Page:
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Côte d'Ivoire Timeline

A chronology of key events in Côte d'Ivoire's history

1300s Mandinka (or Dyuola) people arrive in region, having migrated from the Niger basin.
Mali Empire extends into northwest corner of Côte d'Ivoire, around present day Odienné.
1600s Portuguese are the first Europeans to arrive along coast -- trading in gold, ivory and pepper. Slave trade starts up in small scale by local chiefs bring Africans from the interior.
1637 First French missionaries arrive in region.
1750s Baoulé kingdom established around Sakasso by Akan group fleeing the Asante Empire.
1830s French trading posts begin to develop along coast.
1842 Trading rights along coast are negotiated by French admiral, Bouët-Willaumez, with local chiefs -- coastal regions now under French protectorate.
1871 Following defeat in the Franco-Prussion war, France withdraws much of its military from Côte d'Ivoire, leaving it open to commercial exploitation.
1881 Samouri Touré's Wassoulou Empire extends into northern Côte d'Ivoire.
1885 France's interest in Côte d'Ivoire acknowledged by the Berlin Conference.
1886 France takes direct control of costal trading posts.
1887 Protectorate agreement reached between Lieutenant Louis Gustave Binger, for France, and local chiefs.
1889 Lieutenant Louis Gustave Binger completes a two year journey through the interior of Côte d'Ivoire . Additional protectorate agreements are reached with local chiefs.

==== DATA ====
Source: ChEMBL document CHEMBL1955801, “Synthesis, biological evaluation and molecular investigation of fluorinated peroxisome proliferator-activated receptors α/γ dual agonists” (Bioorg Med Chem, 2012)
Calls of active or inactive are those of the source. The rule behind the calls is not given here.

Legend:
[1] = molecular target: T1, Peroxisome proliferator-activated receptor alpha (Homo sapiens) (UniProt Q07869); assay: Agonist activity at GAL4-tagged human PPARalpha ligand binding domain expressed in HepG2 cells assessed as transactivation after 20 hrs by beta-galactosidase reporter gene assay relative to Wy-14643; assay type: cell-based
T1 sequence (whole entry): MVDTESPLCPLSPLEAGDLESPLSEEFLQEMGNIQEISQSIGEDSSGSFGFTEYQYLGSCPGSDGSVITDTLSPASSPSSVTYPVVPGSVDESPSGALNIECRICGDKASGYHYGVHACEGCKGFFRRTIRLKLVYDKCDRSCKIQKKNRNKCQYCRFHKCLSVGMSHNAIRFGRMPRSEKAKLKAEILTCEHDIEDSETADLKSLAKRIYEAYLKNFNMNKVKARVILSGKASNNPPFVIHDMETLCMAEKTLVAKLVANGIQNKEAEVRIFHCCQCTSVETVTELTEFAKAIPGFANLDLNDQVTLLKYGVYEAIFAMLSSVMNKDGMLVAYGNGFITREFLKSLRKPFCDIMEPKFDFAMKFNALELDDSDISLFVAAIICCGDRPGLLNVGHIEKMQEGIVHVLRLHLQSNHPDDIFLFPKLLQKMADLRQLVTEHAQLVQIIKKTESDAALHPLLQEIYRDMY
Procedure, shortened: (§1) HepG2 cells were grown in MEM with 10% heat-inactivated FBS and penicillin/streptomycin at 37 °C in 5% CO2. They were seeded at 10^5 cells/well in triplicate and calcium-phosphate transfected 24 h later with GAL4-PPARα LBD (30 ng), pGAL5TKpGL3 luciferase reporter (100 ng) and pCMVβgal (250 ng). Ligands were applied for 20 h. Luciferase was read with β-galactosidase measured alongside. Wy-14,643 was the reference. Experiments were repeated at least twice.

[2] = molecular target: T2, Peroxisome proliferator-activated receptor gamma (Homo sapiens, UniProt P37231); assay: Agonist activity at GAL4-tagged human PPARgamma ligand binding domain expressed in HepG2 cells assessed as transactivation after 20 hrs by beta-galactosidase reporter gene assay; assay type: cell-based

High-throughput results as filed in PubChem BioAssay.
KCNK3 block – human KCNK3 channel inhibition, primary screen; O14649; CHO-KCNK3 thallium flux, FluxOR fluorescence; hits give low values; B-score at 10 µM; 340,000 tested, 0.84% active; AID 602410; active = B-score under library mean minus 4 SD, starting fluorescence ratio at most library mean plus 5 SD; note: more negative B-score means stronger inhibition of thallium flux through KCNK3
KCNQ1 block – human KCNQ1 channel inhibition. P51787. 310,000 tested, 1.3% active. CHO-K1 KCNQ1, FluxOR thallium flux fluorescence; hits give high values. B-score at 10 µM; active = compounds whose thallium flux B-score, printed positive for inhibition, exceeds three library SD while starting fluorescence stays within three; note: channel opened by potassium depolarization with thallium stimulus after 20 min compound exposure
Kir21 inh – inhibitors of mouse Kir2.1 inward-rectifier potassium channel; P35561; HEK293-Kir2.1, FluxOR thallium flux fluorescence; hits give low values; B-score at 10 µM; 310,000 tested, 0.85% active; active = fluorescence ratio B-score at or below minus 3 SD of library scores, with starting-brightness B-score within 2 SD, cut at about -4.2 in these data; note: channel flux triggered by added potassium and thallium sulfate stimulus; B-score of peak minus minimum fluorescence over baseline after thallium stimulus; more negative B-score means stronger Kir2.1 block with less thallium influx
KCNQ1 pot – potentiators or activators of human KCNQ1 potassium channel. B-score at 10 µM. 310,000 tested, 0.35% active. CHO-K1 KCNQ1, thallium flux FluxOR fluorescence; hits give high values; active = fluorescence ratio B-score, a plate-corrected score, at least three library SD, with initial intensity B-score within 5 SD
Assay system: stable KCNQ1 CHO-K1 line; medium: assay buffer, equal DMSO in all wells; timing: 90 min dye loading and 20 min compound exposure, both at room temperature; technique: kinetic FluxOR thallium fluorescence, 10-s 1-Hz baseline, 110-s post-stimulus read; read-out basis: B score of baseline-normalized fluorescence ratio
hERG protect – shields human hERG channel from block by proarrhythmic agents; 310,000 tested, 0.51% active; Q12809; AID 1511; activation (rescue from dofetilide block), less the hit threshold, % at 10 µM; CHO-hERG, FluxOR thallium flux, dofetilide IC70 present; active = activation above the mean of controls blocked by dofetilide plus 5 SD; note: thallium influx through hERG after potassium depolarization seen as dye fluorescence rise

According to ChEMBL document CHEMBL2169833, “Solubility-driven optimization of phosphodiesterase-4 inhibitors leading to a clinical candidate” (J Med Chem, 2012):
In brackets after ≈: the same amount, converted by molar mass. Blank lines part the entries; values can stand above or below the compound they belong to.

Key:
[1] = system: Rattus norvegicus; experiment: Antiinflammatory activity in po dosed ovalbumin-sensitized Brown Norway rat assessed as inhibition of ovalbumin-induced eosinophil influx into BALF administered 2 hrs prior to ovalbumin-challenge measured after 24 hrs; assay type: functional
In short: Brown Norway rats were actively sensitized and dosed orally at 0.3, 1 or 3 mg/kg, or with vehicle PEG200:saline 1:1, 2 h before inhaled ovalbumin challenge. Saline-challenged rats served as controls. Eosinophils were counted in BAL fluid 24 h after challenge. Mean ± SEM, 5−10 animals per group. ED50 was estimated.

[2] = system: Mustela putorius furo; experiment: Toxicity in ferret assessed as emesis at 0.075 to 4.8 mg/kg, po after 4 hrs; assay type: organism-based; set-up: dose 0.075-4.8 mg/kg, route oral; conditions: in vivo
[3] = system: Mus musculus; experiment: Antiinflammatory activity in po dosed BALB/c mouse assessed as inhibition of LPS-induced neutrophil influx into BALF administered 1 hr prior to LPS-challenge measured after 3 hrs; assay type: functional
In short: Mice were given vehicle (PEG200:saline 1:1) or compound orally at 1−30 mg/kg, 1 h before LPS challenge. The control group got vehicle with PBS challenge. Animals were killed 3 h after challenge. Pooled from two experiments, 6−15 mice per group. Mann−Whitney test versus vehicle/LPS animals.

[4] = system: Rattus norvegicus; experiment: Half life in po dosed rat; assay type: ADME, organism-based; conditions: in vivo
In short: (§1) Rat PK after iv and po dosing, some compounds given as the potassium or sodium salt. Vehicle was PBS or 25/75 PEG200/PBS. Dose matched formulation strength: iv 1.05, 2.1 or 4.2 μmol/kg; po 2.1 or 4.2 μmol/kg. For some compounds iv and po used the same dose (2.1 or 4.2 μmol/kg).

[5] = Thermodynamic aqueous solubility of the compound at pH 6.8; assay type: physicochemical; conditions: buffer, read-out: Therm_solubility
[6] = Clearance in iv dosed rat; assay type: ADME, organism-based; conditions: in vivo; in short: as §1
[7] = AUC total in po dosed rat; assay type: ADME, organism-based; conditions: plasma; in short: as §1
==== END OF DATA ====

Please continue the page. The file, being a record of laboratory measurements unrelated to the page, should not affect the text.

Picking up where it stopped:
1892 Border agreement reached with Liberia.
1893 Border agreement reached with British colony Gold Coast (now Ghana).
10 March 1893 France creates colony of Côte d'Ivoire. Captain Louis Gustave Binger appointed governor.

1895 Samouri Touré's forces destroy the city of Kong, in north Côte d'Ivoire.
1898 Present borders of Côte d'Ivoire fixed.
29 September 1898 Samouri Touré captured and exiled to Gabon.
1903-36 Development of plantations and cash crops.
1904 Côte d'Ivoire is now part of the Federation of French West Africa (Afrique Occidentale Française).
1908 French military occupation of Côte d'Ivoire finalized.
1910 Abe people, in southern Côte d'Ivoire, rebel.
1914-18 Indigenous peoples rebel when France attempts to conscript them for WWI.
1934 Significant parts of French colony of Upper Volta (now Burkina Faso) are added to Côte d'Ivoire.
1944 Félix Houphouët-Boigny, along with August Denise, form the Syndicat Agricole Africain (SAA, African Agricultural Syndicate).
1946 Rassemblement Démocratique Africain (RDA, African Democratic Rally) formed
1946 Côte d'Ivoire and Upper Volta once again separated.
1958 Côte d'Ivoire begins internal self-government as a republic within the French Community.
1 May 1959 Houphouët-Boigny became prime minister of Côte d'Ivoire.
7 August 1960 Independence from France, Félix Houphouët-Boigny becomes president.
1963 Attempted military coup is put down.
1970 Côte d'Ivoire develops oil extraction industry.
1973 Military coup is put down.
1980 Military coup is put down.
1981 Agricultural recession has significant affect on economy -- national debt begins to grow.
1983 Félix Houphouët-Boigny declares capital to move from Abidjan to his home city of Yamoussoukro.
1987 Price of cocoa falls internationally by 50%, economy once again hit badly.
1989 Félix Houphouët-Boigny has world's largest Catholic basilica built at Yamoussoukro.
March 1990 New constitution introduced.
Oct 1990 First multi-party national elections held, Félix Houphouët-Boigny wins comfortably against Laurent Gbagbo of the Front Populaire Ivoirien(FPI, Ivorian Popular Front).
1993 Félix Houphouët-Boigny dies. Succeded by Henri Konan Bédié.